A Comment on Copy Protected CDs - Other Anti-Piracy Tools
This web page comments on the trend to add copy protection to CDs containing software. The point of view is that of the consumer.
Anti-piracy tools are not limited to copy protection of the media.
The most common anti-piracy tool in use today is an activation key. This is a long string of letters and numbers that must be entered for the software to install properly. Usually, these activation keys are cryptographically generated.
On-line registration is an anti-piracy tool whose use is growing. This has the potential to place very tight restrictions on the ability of pirates to copy software. There are, however, several potential technical issues with implementing an on-line registration system. In addition, on-line registration increases the cost of the product, due to the added infrastructure.
Some software is released on CDs that have a serial number on the disk. Creating these CDs is a more complex process than creating a normal CD, increasing the cost of producing the media to be distributed. On the other hand, placing the serial number on the disk provides another data element that can be checked by an on-line registration system.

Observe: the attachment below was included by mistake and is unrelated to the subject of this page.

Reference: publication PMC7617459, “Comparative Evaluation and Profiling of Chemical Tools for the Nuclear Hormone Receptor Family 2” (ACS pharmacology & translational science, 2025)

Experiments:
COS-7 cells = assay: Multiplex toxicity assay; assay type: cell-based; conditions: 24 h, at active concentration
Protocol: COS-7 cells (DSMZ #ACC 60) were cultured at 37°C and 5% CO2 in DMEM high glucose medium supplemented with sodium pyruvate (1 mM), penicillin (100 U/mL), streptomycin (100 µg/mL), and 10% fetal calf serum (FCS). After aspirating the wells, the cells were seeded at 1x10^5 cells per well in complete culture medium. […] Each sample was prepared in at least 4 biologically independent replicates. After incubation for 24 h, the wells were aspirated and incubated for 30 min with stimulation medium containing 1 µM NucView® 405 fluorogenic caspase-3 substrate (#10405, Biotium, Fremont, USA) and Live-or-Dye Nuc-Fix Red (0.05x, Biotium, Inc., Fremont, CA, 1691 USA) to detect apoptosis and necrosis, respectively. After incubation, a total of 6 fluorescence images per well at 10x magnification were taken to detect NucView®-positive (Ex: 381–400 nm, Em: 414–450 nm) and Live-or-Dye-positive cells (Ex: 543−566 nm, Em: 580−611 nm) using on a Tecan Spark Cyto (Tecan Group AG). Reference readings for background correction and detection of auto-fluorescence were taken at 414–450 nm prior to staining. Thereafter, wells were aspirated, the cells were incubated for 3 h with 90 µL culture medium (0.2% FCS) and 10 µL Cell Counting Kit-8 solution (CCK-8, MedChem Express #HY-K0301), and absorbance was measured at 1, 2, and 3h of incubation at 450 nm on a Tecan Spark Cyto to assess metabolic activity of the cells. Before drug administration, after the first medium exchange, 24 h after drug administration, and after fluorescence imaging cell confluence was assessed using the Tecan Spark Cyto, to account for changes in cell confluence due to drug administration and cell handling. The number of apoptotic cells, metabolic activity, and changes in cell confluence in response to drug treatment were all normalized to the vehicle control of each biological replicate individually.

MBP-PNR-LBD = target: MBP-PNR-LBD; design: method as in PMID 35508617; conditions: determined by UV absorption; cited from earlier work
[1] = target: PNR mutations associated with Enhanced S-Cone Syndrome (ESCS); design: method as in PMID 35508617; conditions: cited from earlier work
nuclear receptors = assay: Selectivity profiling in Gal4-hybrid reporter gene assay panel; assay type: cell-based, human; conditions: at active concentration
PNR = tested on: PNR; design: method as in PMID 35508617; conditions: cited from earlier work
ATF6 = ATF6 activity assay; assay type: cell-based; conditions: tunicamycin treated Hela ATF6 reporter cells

Many of the games that have come out in recent years won't run unless one of the distribution CDs is in the CDROM drive. This increases the amount of handling that the CDs receive, and causes earlier failure of the media. It also increases the problems with using the software in a laptop computer.
USB hardware dongles are appearing for some of the more costly software. The advantage of a USB dongle is that the number of USB ports that can be supported by a computer is quite high, and can be easily increased. Also, these dongles are significantly more reliable than the dongles that were used earlier.
License managers, of which the FlexLM license manager is the most common, have come into use for enterprise-wide licensing. They allow any number of copies of the software to be installed, but they monitor and limit the number of running copies of that software. This is usually only used on very complex software products that are used in a large corporation or university.
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